Thank you all!!!
__________________
R100GS for going far, FZ1 for going fast, TE250 for getting dirty, and DR650 for when one of the others needs work
jimbee is offline   Reply With Quote
Old 12-23-2010, 11:30 AM   #44
Country Doc
Wanderer
 
Joined: Dec 2006
Location: somwhere north of Kingston, Ontario
Oddometer: 2,660
I personally wouldn't worry about dynamically balancing your crank/conrods/etc unless you're specifically building up a high-dollar motor and want to take every step possible. Replacing the con-rod bearings sounds like a must-do after what your motor has been through.

Re: the lifters -> they are the "cam followers" - metal cylinders that have a flat surface that rides on the cam lobes, and have a depression in the other side that locates the end of the pushrod. When you remove the pushrod (mark what end goes with the lifter and with the rocker arm, reassemble the same way), put a magnet-on-a-stick down the hole where your pushrod seals used to be, and you'll be able to fish the lifters out.

Inspect the hardened flat end for any pitting/galling/etc. It should (though likely won't) be smooth and shiny.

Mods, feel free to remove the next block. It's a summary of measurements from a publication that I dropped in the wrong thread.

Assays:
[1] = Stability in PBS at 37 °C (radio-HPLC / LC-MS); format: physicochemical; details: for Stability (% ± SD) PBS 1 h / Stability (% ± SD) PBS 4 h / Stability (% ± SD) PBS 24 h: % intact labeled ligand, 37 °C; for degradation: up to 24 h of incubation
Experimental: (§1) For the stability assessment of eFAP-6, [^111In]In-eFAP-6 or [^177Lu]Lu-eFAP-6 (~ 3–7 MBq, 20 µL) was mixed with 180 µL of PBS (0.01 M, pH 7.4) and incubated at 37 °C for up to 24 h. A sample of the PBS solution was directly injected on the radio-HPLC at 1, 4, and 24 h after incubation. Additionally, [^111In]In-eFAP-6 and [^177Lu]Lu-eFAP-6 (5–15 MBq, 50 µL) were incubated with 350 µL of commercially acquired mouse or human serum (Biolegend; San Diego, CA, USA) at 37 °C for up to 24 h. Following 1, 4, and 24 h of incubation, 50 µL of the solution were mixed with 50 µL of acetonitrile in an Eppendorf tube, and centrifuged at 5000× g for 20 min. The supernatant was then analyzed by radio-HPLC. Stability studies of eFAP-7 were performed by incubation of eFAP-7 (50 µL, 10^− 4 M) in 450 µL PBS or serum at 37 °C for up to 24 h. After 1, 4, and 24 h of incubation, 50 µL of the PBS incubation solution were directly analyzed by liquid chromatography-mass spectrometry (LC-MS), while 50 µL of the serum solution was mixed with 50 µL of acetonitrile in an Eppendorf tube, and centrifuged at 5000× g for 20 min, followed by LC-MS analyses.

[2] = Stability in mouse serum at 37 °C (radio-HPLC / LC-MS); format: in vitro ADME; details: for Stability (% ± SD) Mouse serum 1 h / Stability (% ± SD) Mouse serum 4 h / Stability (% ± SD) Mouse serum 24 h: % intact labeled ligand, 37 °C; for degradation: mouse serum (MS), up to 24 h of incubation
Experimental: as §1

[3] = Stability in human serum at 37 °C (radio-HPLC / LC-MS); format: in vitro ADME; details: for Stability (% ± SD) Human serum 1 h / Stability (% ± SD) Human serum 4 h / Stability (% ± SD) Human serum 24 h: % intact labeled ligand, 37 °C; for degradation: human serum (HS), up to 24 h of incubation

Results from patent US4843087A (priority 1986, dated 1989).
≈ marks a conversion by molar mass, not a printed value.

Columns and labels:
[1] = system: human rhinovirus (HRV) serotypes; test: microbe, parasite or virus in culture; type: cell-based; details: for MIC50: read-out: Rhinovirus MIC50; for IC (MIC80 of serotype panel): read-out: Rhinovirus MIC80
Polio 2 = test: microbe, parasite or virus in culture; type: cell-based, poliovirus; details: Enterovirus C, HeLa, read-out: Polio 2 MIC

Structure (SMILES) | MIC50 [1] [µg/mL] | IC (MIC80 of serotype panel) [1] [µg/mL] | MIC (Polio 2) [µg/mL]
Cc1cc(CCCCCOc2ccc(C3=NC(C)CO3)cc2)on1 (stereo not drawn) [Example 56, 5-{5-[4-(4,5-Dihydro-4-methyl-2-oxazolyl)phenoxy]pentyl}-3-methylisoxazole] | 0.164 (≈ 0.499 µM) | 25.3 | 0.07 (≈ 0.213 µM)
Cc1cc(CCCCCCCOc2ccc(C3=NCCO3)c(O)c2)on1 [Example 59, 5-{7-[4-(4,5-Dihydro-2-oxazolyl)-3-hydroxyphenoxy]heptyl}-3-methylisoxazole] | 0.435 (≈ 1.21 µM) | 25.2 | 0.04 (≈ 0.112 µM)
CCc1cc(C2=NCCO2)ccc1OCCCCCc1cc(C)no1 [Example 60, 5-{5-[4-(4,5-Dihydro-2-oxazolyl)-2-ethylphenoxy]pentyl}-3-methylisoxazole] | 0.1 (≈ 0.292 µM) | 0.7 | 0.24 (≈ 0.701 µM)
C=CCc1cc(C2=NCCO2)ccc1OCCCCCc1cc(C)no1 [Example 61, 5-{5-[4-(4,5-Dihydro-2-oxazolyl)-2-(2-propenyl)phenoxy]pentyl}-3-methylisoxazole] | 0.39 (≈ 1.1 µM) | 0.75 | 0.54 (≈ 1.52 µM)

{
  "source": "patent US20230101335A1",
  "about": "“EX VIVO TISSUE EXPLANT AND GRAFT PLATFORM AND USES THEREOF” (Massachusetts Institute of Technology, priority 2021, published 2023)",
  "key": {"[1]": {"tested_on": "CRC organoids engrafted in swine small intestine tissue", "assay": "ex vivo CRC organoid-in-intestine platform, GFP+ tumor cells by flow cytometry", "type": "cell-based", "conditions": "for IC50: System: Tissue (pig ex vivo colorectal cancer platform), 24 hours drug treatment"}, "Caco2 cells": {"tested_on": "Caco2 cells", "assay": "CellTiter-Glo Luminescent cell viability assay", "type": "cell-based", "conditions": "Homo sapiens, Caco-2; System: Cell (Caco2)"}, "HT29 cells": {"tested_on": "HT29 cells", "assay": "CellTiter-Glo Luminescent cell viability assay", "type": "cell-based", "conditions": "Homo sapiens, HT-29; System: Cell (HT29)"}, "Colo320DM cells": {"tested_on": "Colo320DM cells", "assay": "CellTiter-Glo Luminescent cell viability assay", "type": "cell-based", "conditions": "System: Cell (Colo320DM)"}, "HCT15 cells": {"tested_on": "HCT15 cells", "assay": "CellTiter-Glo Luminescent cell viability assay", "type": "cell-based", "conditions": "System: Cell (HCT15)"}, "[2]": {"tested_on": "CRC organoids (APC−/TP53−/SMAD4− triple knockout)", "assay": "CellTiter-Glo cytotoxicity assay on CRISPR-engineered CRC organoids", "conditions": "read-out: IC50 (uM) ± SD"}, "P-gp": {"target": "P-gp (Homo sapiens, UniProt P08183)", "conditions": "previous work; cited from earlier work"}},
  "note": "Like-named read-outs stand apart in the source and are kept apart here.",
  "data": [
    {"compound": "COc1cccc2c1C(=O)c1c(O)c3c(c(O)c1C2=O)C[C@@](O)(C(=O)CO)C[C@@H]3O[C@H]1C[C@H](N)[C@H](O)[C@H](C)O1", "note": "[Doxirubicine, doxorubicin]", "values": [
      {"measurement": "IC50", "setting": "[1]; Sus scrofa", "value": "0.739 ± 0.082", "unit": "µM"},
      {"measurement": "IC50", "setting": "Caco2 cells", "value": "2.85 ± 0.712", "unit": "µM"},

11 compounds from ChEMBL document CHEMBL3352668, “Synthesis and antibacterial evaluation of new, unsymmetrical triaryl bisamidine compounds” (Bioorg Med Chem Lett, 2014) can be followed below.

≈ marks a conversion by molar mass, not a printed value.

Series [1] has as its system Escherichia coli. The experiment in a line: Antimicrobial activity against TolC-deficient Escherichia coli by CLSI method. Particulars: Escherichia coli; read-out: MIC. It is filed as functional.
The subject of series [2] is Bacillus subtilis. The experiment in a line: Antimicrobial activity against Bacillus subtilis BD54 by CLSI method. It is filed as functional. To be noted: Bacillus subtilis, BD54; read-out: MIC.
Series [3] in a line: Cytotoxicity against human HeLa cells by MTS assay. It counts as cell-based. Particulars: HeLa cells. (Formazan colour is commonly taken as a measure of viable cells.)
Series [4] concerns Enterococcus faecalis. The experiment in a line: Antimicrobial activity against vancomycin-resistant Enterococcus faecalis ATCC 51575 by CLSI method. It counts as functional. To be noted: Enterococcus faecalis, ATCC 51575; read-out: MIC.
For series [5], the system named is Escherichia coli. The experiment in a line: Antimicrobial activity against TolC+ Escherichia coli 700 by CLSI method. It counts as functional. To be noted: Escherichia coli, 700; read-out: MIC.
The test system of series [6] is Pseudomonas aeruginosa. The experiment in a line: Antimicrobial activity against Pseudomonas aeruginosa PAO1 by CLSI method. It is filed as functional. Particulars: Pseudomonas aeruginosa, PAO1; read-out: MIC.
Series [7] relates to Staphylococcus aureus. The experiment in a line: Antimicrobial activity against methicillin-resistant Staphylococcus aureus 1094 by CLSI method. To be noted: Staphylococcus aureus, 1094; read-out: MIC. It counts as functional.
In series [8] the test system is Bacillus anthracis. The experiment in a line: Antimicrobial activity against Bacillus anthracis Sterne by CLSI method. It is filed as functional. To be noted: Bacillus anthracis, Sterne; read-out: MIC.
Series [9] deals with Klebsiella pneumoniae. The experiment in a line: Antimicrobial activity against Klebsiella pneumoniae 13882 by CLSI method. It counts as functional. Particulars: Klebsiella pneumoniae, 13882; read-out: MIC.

Hope that helps,
dc
Country Doc is online now   Reply With Quote
Old 12-23-2010, 11:49 AM   #45
jimbee OP
Airhead Intermediate
 
jimbee's Avatar
 
Joined: Nov 2008
Location: Vancouver BC / Reno NV
Oddometer: 334
Quote:
Originally Posted by Country Doc View Post
I personally wouldn't worry about dynamically balancing your crank/conrods/etc unless you're specifically building up a high-dollar motor and want to take every step possible. Replacing the con-rod bearings sounds like a must-do after what your motor has been through.

Re: the lifters -> they are the "cam followers" - metal cylinders that have a flat surface that rides on the cam lobes, and have a depression in the other side that locates the end of the pushrod. When you remove the pushrod (mark what end goes with the lifter and with the rocker arm, reassemble the same way), put a magnet-on-a-stick down the hole where your pushrod seals used to be, and you'll be able to fish the lifters out.

Inspect the hardened flat end for any pitting/galling/etc. It should (though likely won't) be smooth and shiny.

Hope that helps,
dc
Thanks much. Pulled out all four and no pitting!! Pheffewwff :)
__________________
R100GS for going far, FZ1 for going fast, TE250 for getting dirty, and DR650 for when one of the others needs work
jimbee is offline   Reply With Quote
Reply

Share

Thread Tools Search this Thread
Search this Thread:

.
Display Modes

Posting Rules
You may not post new threads
You may not post replies
You may not post attachments
You may not edit your posts

BB code is On
Smilies are On
[IMG] code is On
HTML code is On

Forum Jump


Times are GMT -7.   It's 05:13 PM.


Powered by vBulletin® Version 3.8.5
Copyright ©2000 - 2014, Jelsoft Enterprises Ltd.
Copyright ADVrider 2011-2014